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some articles regarding ILWU and government oppression

There are other sinister signs that "homeland security" is being used as a club to bash labor. The right wing is working fiercely to make the prospective new umbrella Homeland Security Agency non-union, again citing the paramountcy of national security. Once again this takes us back to the darkest days of domestic repression at the dawn of the Cold War.
West Coast dockers lash out at Bush union assault

Rajesh Joshi Lloyd's List 8 Aug 2002 National security overrules workers' rights

THE International Longshore and Warehouse Union has lashed out at the Bush administration for what it sees as an "illegal and inappropriate" intervention in the deadlocked waterfront contract negotiations on the US West Coast.

The outburst follows a revelation by a senior government official that Washington is prepared to block any strike or work slowdown at harbours if contract negotiations fail.

"We want President Bush to get the hell out of our negotiations," the union's communications director Steve Stallone told Lloyd's List.

The union backlash has added to the tension in west coast ports as the union prepares to resume suspended negotiations with the Pacific Maritime Association next Tuesday.

The union has not threatened a strike, but its members have given its negotiating committee the mandate to call one if talks fail. A protest rally called by the ILWU in Oakland on August 12 throws this situation into sharp relief.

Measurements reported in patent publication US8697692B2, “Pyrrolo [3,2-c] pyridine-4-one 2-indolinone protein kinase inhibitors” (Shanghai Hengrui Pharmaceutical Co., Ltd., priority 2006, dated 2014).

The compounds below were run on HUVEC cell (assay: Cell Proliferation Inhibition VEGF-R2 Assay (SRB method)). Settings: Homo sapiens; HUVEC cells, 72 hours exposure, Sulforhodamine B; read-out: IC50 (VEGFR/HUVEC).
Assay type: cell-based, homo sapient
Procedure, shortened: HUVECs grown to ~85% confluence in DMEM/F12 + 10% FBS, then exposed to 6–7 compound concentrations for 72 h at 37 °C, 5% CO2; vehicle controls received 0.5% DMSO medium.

The union's anger was prompted by a news report that quoted a senior attorney from the US Department of Labour outlining the government's plans in the event of strike action.

The most likely outcome would be for Mr Bush to declare a national emergency and invoke the Taft-Hartley Act, which would force workers to remain on their jobs for 80 days. Other measures could include sending in the National Guard or US Navy to take over harbours, or introducing legislation to curb dockers' rights to bargain collectively or to call a strike.

The official justified the possible use of troops on the backdrop of war, and added: "We will make sure our troops in the field get what they need." Mr Stallone reacted angrily to this statement. "We loaded military cargo even during the 1971 strike, when the Vietnam War was on," he said. "For President Bush, union rights mean national security."

A union leaflet handed out at west coast harbours proclaims: "We demand that Bush and the PMA stop using 'Homeland Security' as an excuse to militarise or federalise our ports in order to weaken the American labour movement."

Any effort to limit the union's bargaining ability or strike authority would likely take the shape of moving the union to the jurisdiction of the Railway Labour Act, which vests more power in the courts and the national government.

The government official described these as mere 'options' that were mentioned to the dockers' union.

But Mr Stallone accused government officials of making unwarranted 'threats' against its membership during face-to-face meetings, and demanded that the talks be allowed to proceed without any external pressure.

He said the government's covert presence has 'encouraged' the PMA to stall in negotiations.

The association says the union's clout and the ability to call a strike has kept it immune from any real bargaining in the past.

The two sides are haggling on a new contract to replace the one that expired on June 30. The association has offered to sweeten workers' total wage and benefits by 17% over five years, culminating in an average annual wage of $114,500 and $57,204 in benefits.

However, the two sides are at loggerheads on the issue of information technology. The union is prepared to forego 630 data-entry jobs in return for full control over ship planning, which involves the configuration of containers on ships.